Let’s focus on the Games, not the grievances

 I wonder if all those who think it's appropriate to use the Sochi Olympics as a platform to protest Russia's laws regarding homosexuality feel the same about terrorists (or should I say "freedom fighters") who

I wonder if all those who think it’s appropriate to use the Sochi Olympics as a platform to protest Russia’s laws regarding homosexuality feel the same about terrorists (or should I say “freedom fighters”) who also want to use the Olympic games to further their political objectives.

The Tsarnaev Brothers planted a bomb at the Boston Marathon as a way to get world attention and action against USA foreign policy in the middle east. Terrorists killed several people at the Munich Olympics in 1972. A domestic terrorist detonated a bomb at the 1996 Olympics in Atlanta.

At the international political level, states have been doing tit for tat boycotts for years over one issue or another. If one group can use sporting events to gain attention for a cause, then why not any other group, for any other cause and by any other means?

OK, we can all agree that terrorist acts at sporting events of any kind are way beyond any reasonable measure of legitimate protest, but really, lets consider the broad picture.

Right now, we have Russia in our sights, but are there any countries, including ours, that are so pure and righteous that no one would ever find fault with them and a reason to use the Olympics as a foil for a protest no matter which country is the host?

If Canada again hosts the Olympics, is it possible that the minions who dislike our carbon emissions record will protest, bomb, boycott, fly flags at half mast and do everything they can to disrupt the games on our soil to make their point to us and to the world? Or is it only OK to make a fuss when the Russians are the hosts?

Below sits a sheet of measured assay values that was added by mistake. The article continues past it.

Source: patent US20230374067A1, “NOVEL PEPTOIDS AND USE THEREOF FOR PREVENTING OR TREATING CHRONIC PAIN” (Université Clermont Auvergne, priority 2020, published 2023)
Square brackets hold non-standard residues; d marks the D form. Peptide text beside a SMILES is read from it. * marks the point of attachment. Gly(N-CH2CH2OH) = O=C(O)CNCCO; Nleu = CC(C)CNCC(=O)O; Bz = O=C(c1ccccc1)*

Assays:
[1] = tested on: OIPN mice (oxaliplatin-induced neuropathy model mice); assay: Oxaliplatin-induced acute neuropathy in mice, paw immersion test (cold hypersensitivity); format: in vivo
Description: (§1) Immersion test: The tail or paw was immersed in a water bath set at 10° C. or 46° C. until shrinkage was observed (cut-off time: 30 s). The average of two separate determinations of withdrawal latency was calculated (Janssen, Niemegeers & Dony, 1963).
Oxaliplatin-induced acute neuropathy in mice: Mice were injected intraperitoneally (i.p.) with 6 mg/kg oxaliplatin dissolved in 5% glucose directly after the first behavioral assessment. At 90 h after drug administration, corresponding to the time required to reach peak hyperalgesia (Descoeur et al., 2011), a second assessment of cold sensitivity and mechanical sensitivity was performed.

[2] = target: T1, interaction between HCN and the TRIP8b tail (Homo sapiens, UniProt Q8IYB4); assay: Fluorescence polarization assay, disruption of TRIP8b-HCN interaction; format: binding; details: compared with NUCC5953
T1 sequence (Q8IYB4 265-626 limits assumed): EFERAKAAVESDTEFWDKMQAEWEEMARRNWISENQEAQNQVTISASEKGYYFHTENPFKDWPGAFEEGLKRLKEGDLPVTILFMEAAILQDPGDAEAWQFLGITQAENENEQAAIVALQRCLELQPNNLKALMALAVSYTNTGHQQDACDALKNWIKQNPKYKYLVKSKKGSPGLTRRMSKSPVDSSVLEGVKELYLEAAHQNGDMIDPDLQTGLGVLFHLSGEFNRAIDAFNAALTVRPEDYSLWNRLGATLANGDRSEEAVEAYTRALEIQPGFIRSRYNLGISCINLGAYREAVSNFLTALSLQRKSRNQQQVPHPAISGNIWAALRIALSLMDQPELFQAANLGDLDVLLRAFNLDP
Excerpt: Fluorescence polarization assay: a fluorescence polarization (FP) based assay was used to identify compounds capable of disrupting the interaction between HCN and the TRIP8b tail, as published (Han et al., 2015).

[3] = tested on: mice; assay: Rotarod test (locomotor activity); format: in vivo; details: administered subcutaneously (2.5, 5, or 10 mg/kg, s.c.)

Perhaps the point can be better made by postulating similar campaigns against our sporting events right here at home. For example, since we Yukoners know the Americans are scooping out unsustainable catches of salmon (and in the case of bycatches, wasting our beautiful chinooks by dumping them overboard), why don’t we boycott the Yukon Quest, especially given that the start of this year’s Quest was in Fairbanks?

What about the Arctic Winter Games – would that not be a great sporting event for us to trash to force our territorial governments to ban all ATVs, snowmobiles, bikes and perhaps all but a certain low impact on the environment type of footwear? Can we not find a sporting event, like say last year’s international fastball tournament, where we could really leverage our protest against development of the Peel?

My point is not that all of these issues are not important and we should not make our views known, but rather that, in my opinion, we ought not to use sporting events whether local, national or international, and especially not the Olympics, as opportunities and leverage to promote and achieve our political and social views.

We all live in glass houses, so let’s just leave our politics, grievances, preferences, and protests in whatever form and regarding whatever subject alone, and let the sports events be sports events without judgement. There is plenty of time and opportunity to promote grievances without linking them to sports.

Enjoy the Olympics.

Rick Tone

Whitehorse